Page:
Dibromcotinine on hydrolysis yields oxalic acid, methylamine and 0-methyl pyridyl ketone: C10H10Br2N20+3H20+0= H2C204-ECH 3 NH 2 +C 5 H 4 N 000H 3 +2HBr; whilst dibromticonine yields methylamine, malonic acid and nicotinic acid: C10H8Br2N202+ 4H20=CH 3 NH 2 +CH 2 (CO 2 H) 2 +C 5 H 4 N CO 2 H+2HBr, or if heated with zinc and caustic potash, methylamine and pyridyl-ay-dioxybutyric acid.
Moreover, while methylamine, dimethylamine, and trimethylamine increase in basicity corresponding to the introduction of successive methyl groups, phenylamine or aniline, diphenylamine, and triphenylamine are in decreasing order of basicity, the salts of diphenylamine being decomposed by water.
The acetyl compound on reduction yields two of its nitrogen atoms in the form of ammonia and the third in the form of methylamine.
Nascent hydrogen reduces cyanamide to ammonia and methylamine.
Methylamine, CH 3 NH 2, occurs in Mercurialis perennis, in bone-oil, and herring brine.
and is readily soluble in water, but the solution is unstable and decomposes on standing, giving amorphous insoluble substances, and ammonium formate, oxalic acid, &c. An aqueous solution of hydrogen peroxide converts it into oxamide, (CONH 2) 2, and reduction by zinc and hydrochloric acid gives methylamine.
When boiled with caustic baryta it gives methylamine.
It is prepared by the action of aqueous or alcoholic solutions of the caustic alkalis on the nitroso-acidyl derivatives of methylamine (such, for example, as nitrosomethyl urethane, NO.
By the action of bleaching powder on methylamine hydrochloride, there is obtained a volatile liquid (methyldichloramine, CH 3 -N C1 2), boiling at 58-60° C., which explodes violently when heated with water, yielding hydrocyanic acid (CH 3 NC1 2 =HCN+2HC1).
When heated with water it is decomposed into carbon dioxide, ammonia, methylamine and acetic acid.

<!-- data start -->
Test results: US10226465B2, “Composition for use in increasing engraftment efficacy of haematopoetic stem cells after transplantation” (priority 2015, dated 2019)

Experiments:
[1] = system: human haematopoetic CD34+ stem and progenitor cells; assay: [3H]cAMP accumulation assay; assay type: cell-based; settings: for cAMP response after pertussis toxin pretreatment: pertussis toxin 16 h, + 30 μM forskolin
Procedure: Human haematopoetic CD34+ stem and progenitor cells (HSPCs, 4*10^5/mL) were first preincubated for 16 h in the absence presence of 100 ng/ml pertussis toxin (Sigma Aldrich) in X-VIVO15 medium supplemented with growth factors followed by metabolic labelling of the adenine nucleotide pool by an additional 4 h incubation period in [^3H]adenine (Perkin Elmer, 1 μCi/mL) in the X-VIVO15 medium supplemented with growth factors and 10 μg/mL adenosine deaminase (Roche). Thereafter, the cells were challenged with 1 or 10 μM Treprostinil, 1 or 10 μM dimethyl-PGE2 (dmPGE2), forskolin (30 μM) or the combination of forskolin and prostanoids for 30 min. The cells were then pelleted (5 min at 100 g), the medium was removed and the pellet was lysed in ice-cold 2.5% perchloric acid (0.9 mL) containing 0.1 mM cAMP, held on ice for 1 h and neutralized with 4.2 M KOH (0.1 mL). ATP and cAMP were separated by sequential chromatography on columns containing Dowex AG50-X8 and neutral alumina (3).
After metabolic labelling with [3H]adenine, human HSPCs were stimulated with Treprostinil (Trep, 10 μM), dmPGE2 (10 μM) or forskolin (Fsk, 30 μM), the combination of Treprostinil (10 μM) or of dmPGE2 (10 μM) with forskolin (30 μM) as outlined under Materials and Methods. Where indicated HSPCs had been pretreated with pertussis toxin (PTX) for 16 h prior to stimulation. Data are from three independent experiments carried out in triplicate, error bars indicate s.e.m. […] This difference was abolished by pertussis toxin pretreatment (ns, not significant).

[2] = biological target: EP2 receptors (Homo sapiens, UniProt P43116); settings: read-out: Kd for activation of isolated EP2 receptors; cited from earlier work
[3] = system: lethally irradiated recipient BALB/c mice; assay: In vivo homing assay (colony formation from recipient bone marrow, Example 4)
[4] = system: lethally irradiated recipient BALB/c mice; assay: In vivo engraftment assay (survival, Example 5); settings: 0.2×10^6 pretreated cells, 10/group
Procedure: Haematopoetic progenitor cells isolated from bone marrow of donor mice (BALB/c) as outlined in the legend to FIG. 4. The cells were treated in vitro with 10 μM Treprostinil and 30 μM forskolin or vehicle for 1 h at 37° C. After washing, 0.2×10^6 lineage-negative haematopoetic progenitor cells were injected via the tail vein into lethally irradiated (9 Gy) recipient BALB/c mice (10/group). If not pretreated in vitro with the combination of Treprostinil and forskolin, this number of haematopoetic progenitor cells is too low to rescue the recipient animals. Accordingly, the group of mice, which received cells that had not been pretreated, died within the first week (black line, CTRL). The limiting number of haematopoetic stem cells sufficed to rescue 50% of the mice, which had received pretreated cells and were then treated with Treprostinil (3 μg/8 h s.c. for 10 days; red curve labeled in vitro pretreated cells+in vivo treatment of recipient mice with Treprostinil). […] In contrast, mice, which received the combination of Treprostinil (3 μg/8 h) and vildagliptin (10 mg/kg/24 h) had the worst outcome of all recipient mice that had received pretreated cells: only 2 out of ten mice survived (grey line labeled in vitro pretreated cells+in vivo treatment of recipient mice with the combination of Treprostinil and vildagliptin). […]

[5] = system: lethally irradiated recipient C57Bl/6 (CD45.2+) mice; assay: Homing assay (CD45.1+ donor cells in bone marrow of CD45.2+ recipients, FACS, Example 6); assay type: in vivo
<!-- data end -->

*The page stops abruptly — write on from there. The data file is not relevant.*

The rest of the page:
Hydrochloric acid at 200° C. decomposes into oxalic acid, carbon dioxide and methylamine, whilst an alcoholic solution of a caustic alkali gives dimethyl urea and oxalic acid.
Investigation of the cyanic ethers (1848) yielded a class of substances which opened out a new field in organic chemistry, for, by treating those ethers with caustic potash, he obtained methylamine, the simplest organic derivative of ammonia (1849), and later (1851) the compound ureas.
With baryta it yields methylamine, and when heated with concentrated hydrochloric acid to 260° C. it yields methyl chloride and nicotinic acid.
lithium in methylamine across the metal-nonmetal transition.
HTML The structure of liquid methylamine and solutions of lithium in methylamine.
By the action of bleaching powder on methylamine hydrochloride, there is obtained a volatile liquid (methyldichloramine, CH 3 -N C1 2), boiling at 58-60Ã‚° C., which explodes violently when heated with water, yielding hydrocyanic acid (CH 3 NC1 2 =HCN+2HC1).
Hofmann, Ber., 1881, 14, p. 2725), or of methylamine on acetylurethane (G.
Hydrochloric acid at 200Ã‚° C. decomposes into oxalic acid, carbon dioxide and methylamine, whilst an alcoholic solution of a caustic alkali gives dimethyl urea and oxalic acid.
With baryta it yields methylamine, and when heated with concentrated hydrochloric acid to 260Ã‚° C. it yields methyl chloride and nicotinic acid.
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